AsianScientist (Aug. 15, 2012) – An Australian study published recently in the journal Molecular Psychiatry has shown increased inflammation in the brains of people with schizophrenia, tightening the link between immune function and schizophrenia.
Schizophrenia is a complex, debilitating disease that makes it difficult for health experts to pinpoint the exact cause of it. The current consensus on the disease is that schizophrenia results from a combination of factors such as genetics, prenatal development, and life events.
In particular, viral infections in utero or in childhood have been found to be associated with an increased risk of developing the disease. Therefore, several research groups have subscribed to the pathogenic theory of schizophrenia by studying the link between early infections and the incidence of schizophrenia.
Challenging this theory, a team of scientists led by Professor Shannon Weickert at the Neuroscience Research Australia looked for changes in gene expression, particularly in genes that are involved in immune function, in the brains of people with schizophrenia and healthy people without the disease.
To their surprise, they observed increased levels of pro-inflammatory cytokines in 40 percent of patients. These cytokines are involved in driving immune responses and triggering microglia, the main form of active immune defense in the brain.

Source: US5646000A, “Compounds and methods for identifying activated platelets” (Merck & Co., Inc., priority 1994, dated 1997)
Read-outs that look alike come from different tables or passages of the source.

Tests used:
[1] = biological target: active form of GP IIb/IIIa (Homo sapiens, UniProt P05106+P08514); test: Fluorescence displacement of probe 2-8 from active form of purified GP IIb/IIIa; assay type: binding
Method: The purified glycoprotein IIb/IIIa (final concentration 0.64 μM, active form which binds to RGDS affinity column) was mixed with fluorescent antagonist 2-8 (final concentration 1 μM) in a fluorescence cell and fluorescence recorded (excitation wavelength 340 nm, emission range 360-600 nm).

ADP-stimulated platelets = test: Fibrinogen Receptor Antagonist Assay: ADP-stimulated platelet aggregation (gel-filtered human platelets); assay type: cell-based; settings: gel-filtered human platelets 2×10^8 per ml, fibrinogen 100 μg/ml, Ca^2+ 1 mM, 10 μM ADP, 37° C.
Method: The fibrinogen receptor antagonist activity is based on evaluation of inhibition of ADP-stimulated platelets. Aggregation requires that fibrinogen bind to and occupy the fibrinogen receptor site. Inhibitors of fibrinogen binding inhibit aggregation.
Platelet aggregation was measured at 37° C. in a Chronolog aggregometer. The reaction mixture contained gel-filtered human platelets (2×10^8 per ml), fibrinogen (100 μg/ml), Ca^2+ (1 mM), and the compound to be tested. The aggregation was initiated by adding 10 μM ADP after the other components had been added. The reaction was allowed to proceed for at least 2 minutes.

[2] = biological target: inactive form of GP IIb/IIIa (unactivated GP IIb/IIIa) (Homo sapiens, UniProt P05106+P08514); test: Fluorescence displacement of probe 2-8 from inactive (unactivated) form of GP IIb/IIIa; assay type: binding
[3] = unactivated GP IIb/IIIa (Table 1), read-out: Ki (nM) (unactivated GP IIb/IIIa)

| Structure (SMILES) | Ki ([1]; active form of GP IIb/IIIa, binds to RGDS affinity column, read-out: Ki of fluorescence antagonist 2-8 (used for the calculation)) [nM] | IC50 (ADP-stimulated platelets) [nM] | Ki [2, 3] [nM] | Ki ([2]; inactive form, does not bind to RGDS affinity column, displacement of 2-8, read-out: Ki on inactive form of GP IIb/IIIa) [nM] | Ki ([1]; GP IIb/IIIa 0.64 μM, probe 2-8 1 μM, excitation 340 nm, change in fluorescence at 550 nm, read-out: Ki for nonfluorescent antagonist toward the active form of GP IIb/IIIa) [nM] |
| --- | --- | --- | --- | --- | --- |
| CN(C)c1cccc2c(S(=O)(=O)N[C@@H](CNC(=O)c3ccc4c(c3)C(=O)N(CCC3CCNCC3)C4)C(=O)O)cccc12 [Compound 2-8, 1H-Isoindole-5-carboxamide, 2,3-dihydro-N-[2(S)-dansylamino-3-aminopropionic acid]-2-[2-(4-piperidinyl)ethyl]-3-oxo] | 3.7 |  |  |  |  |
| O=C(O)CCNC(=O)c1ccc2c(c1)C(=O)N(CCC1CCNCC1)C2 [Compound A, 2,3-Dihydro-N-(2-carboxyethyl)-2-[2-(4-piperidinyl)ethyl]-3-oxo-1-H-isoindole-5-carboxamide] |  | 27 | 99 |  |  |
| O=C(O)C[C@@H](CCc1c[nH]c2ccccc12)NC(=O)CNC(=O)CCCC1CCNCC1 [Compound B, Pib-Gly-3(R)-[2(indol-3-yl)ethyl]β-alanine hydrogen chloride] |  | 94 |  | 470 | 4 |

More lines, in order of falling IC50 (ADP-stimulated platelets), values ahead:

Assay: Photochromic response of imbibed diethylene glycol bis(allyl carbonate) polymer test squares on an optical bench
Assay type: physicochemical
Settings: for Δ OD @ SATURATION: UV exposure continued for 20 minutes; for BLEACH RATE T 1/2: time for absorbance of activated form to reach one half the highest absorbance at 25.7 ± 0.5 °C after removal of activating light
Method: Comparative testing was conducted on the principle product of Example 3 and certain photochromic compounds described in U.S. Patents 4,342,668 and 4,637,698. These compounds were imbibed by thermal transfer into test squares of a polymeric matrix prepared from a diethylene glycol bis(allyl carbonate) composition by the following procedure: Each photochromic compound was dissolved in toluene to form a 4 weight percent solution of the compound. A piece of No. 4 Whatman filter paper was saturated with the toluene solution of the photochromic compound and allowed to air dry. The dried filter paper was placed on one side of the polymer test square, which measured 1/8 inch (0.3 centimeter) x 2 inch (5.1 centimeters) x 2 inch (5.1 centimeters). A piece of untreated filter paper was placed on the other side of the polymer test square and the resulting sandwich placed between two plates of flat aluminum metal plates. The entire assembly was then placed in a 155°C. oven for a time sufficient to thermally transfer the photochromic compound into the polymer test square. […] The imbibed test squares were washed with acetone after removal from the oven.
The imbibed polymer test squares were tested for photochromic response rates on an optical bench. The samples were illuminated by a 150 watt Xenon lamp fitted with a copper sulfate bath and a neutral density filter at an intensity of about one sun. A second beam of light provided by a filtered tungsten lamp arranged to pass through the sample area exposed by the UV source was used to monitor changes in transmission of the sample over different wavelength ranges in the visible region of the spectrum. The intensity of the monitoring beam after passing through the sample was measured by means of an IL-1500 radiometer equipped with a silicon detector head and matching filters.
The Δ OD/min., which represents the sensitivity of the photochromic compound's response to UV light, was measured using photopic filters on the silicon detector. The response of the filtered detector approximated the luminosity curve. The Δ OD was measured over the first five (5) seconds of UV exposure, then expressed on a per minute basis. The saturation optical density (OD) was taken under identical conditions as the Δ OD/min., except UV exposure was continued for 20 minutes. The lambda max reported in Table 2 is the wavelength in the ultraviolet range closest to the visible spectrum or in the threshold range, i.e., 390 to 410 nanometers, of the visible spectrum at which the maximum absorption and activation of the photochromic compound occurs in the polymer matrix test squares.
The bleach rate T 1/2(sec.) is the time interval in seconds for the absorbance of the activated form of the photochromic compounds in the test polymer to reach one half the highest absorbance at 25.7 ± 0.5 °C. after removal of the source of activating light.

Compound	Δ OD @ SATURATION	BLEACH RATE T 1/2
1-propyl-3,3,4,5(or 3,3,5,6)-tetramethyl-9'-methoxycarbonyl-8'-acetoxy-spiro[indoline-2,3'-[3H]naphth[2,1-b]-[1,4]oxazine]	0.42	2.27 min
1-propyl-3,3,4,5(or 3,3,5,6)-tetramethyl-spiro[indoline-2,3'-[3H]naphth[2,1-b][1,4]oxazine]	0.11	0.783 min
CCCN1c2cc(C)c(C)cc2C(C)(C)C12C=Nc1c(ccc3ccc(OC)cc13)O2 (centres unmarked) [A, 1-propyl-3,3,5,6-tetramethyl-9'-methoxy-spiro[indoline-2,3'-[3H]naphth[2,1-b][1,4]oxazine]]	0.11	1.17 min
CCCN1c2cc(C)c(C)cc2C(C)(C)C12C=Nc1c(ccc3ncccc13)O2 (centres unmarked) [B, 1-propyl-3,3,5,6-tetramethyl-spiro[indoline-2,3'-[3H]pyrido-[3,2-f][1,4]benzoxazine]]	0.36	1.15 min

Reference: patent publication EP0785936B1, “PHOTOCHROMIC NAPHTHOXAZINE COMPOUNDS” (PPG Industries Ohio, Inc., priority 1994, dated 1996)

Interestingly, increased brain inflammation resulting from cytokines was found in the dorsolateral prefrontal cortex, a key brain region affected by schizophrenia.
“To find this immune pattern in nearly half of people with schizophrenia raises the possibility that this is in fact a new root cause of the disease,” said Weickert.
In addition, the group believes that their findings on the role of an overactive immune system in schizophrenia will pave the way for future therapies aimed at immune suppression.
“As there are multiple biological root causes of schizophrenia, the fact inflammation occurs in 40 percent of individuals is huge, and opens up a whole new range of treatment possibilities,” Weickert said.
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